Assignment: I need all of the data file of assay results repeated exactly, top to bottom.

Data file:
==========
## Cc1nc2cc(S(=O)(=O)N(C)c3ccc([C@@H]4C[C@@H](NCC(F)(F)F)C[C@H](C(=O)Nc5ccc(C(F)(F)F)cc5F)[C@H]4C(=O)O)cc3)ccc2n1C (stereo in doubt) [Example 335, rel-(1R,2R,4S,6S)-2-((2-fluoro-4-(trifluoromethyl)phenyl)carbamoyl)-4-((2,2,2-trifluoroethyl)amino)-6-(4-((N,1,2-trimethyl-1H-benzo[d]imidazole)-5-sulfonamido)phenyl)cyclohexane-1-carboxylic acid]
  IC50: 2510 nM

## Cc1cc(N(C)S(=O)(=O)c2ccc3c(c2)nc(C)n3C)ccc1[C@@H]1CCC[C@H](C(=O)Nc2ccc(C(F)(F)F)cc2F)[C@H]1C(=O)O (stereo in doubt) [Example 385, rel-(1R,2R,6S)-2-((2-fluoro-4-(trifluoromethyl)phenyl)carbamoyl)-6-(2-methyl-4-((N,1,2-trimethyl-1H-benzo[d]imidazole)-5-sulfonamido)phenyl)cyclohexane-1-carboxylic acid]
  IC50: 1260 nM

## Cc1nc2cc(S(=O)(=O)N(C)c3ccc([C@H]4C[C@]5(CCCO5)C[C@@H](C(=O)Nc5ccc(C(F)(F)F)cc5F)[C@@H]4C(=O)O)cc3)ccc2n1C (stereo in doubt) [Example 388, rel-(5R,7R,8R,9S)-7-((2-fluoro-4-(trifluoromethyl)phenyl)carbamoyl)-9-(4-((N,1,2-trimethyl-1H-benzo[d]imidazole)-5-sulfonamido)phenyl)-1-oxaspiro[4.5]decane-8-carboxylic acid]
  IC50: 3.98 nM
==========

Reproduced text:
## Cc1nc2cc(S(=O)(=O)N(C)c3ccc([C@@H]4C[C@@H](NCC(F)(F)F)C[C@H](C(=O)Nc5ccc(C(F)(F)F)cc5F)[C@H]4C(=O)O)cc3)ccc2n1C (stereo in doubt) [Example 335, rel-(1R,2R,4S,6S)-2-((2-fluoro-4-(trifluoromethyl)phenyl)carbamoyl)-4-((2,2,2-trifluoroethyl)amino)-6-(4-((N,1,2-trimethyl-1H-benzo[d]imidazole)-5-sulfonamido)phenyl)cyclohexane-1-carboxylic acid]
  IC50: 2510 nM

## Cc1cc(N(C)S(=O)(=O)c2ccc3c(c2)nc(C)n3C)ccc1[C@@H]1CCC[C@H](C(=O)Nc2ccc(C(F)(F)F)cc2F)[C@H]1C(=O)O (stereo in doubt) [Example 385, rel-(1R,2R,6S)-2-((2-fluoro-4-(trifluoromethyl)phenyl)carbamoyl)-6-(2-methyl-4-((N,1,2-trimethyl-1H-benzo[d]imidazole)-5-sulfonamido)phenyl)cyclohexane-1-carboxylic acid]
  IC50: 1260 nM

## Cc1nc2cc(S(=O)(=O)N(C)c3ccc([C@H]4C[C@]5(CCCO5)C[C@@H](C(=O)Nc5ccc(C(F)(F)F)cc5F)[C@@H]4C(=O)O)cc3)ccc2n1C (stereo in doubt) [Example 388, rel-(5R,7R,8R,9S)-7-((2-fluoro-4-(trifluoromethyl)phenyl)carbamoyl)-9-(4-((N,1,2-trimethyl-1H-benzo[d]imidazole)-5-sulfonamido)phenyl)-1-oxaspiro[4.5]decane-8-carboxylic acid]
  IC50: 3.98 nM